Rick Cohen points to a floor-to-ceiling cage with multiple levels in it inside an industrial building in the Boston suburb of Wilmington. Dressed in khakis, a light-blue button-down shirt and a dark blue sweater, Cohen flips a switch to show off his 30-inch-wide, 240-pound robots. Inside the cage, the green plastic and steel bots, powered by artificial intelligence, travel at speeds up to 25 mph to pick up items from storage and then organize them onto pallets.
This location is just a test center. But in one of its large-scale warehouses, more than 400 of these autonomous bots—or even potentially more than 1,000—could zip up and down ten levels of narrow aisles completing more than 30 transactions per hour. The scale of it is hard to grasp. “It’s a big Rubik’s cube, a big Tetris game is what we call it,” he says. “It’s the miniaturization of the warehouse.”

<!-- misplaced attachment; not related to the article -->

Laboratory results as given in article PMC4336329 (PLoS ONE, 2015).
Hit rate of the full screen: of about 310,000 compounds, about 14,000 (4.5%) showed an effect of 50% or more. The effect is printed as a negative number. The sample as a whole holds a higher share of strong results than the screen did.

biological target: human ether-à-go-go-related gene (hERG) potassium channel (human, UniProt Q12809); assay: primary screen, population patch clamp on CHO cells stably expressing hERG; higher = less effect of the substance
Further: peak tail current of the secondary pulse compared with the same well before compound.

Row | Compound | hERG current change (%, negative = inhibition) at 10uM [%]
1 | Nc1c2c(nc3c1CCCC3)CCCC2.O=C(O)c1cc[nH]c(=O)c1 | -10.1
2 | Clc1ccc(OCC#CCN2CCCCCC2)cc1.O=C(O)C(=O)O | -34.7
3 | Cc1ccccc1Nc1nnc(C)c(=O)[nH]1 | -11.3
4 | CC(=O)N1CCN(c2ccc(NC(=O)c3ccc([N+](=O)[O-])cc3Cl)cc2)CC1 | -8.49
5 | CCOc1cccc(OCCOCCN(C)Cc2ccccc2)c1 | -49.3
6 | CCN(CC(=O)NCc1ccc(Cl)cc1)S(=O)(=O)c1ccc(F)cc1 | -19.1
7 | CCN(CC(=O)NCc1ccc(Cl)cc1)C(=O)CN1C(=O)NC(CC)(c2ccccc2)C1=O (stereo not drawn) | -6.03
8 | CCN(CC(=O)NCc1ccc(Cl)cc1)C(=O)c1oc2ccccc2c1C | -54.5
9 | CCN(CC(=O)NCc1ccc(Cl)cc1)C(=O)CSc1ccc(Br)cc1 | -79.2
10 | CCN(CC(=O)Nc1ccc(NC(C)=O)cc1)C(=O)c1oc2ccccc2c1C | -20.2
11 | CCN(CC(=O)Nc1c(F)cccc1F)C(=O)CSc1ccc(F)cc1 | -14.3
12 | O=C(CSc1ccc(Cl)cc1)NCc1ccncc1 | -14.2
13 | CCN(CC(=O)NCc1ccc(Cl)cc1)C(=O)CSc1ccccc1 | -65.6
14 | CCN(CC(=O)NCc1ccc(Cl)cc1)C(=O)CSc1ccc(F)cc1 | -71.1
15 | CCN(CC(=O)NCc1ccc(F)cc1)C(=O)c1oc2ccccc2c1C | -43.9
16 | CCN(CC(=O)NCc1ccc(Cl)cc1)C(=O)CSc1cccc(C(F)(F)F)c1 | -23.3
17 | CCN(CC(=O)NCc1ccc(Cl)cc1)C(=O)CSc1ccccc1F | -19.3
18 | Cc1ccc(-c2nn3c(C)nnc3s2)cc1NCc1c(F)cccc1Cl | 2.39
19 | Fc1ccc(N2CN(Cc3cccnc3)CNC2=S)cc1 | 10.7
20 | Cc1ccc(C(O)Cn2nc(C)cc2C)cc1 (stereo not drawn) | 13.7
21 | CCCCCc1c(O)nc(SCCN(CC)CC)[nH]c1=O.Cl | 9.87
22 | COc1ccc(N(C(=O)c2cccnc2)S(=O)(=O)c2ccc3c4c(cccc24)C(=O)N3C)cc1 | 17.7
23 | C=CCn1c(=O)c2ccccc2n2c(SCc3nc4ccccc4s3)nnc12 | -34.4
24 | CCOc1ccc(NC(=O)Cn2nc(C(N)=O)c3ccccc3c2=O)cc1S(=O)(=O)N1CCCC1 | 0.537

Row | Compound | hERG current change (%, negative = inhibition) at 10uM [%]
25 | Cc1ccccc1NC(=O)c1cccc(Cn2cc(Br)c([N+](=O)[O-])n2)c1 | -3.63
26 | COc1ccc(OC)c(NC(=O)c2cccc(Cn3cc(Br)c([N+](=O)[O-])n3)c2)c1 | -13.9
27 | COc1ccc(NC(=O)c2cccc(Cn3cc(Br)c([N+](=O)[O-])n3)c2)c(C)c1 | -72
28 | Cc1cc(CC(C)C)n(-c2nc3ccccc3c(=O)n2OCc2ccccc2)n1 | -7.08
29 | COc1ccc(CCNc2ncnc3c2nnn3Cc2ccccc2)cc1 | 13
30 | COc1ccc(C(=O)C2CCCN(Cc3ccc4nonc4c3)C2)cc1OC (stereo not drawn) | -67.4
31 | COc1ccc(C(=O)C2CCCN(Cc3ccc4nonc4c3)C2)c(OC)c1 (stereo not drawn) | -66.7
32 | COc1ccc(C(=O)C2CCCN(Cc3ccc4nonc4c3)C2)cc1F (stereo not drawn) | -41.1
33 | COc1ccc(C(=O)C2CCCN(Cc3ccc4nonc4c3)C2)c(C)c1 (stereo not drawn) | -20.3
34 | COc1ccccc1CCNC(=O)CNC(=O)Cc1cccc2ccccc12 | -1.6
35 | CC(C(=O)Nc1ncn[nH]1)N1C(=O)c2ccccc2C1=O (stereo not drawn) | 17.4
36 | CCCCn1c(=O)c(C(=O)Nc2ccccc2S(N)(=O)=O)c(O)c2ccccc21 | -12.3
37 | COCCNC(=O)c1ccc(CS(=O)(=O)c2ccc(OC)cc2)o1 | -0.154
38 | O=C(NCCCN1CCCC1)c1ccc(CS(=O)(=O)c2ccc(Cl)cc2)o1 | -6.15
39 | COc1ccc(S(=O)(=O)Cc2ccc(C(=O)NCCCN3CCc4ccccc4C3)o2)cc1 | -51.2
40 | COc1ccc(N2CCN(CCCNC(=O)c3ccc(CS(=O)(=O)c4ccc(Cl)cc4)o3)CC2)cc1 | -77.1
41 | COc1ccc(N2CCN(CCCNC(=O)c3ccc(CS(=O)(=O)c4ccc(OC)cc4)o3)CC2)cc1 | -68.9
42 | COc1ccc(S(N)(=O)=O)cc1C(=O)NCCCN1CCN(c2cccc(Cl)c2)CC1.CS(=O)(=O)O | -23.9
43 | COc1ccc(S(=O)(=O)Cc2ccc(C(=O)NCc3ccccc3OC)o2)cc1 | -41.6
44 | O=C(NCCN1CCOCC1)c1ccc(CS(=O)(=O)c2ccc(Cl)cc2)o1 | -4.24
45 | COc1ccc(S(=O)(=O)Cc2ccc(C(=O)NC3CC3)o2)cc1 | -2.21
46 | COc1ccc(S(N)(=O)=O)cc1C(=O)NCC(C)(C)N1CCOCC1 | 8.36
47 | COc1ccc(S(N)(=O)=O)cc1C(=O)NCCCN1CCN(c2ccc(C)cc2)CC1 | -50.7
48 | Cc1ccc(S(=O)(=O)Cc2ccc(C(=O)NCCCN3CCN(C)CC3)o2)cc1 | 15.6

Cohen, 69, isn’t your typical robotics guy. The owner and executive chairman of C&S Wholesale Grocers, the nation’s largest grocery wholesaler with $25 billion in revenue, Cohen lives in tiny Keene, New Hampshire (pop.: 23,000), where C&S is based. He prefers to stay out of the limelight, almost never giving interviews. But he’s also one of the nation’s most successful CEOs even if you’ve never heard of him, having built his family’s third-generation business from a regional player to a powerhouse that is the eighth-largest privately held company in America.Forbes